Perceptions, beliefs and behaviors of nutritional and supplementary practices in inflammatory bowel disease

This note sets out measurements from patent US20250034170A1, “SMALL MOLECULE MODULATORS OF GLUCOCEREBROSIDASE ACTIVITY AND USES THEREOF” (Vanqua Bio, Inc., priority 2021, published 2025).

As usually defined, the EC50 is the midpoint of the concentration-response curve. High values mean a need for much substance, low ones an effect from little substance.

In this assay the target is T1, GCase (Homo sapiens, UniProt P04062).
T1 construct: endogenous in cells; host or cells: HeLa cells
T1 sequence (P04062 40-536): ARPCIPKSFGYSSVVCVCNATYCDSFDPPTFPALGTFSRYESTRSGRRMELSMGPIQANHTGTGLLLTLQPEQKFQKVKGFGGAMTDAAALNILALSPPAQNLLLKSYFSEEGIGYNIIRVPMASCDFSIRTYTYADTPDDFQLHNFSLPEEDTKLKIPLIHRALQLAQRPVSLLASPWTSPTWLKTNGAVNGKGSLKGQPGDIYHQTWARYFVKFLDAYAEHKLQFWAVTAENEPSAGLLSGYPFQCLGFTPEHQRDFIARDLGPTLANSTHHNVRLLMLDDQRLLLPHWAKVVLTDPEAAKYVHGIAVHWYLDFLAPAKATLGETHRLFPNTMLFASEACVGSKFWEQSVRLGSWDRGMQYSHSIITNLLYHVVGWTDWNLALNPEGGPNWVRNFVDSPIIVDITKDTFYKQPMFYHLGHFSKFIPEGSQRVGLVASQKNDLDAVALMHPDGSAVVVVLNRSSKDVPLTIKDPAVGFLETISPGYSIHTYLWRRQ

Purpose: To gain insight into the behaviors, perceptions and beliefs of inflammatory bowel disease (IBD) patients nutritional and supplementary practices and also to explore perceptions and behaviors in relation to anti-inflammatory supplementation with specific emphasis on Montmorency tart cherries. Methods: 80 IBD patients completed a 16-item close-ended questionnaire which was divided into three sub-sections: baseline/demographic characteristics, disease characteristics and dietary and supplementary perceptions, beliefs and behaviors. One-sample chi-square goodness of fit tests were used for each question and two-way Pearson chi-square tests of independence were used to undertake bivariate cross-tabulation comparisons to test differences in responses to each question between baseline/demographic variables. Results: The majority of participants (N = 40) did not follow a specific dietary pattern or use supplements (N = 56). Respondents also predominantly rated that diet can both positively (N = 66) and negatively (N = 68) influence IBD. In addition, participants rated that supplements can positively influence IBD (N = 65) and that lack of scientific evidence was the primary mechanism preventing them from utilizing supplements (N = 34). Finally, patients also strongly reported that they would be willing to take Montmorency tart cherry supplementation (N = 73). Conclusions: The disconnect between behavior and beliefs in both diet and supplementary practices, indicate that interventions designed to translate beliefs/knowledge into behaviors are warranted. There is also a necessity to undertake well-designed intervention trials examining the efficacy of food supplements, and with patient’s willingness to take Montmorency tart cherry, there is a strong rationale for future randomized trials examining the efficacy of tart cherry supplementation in IBD.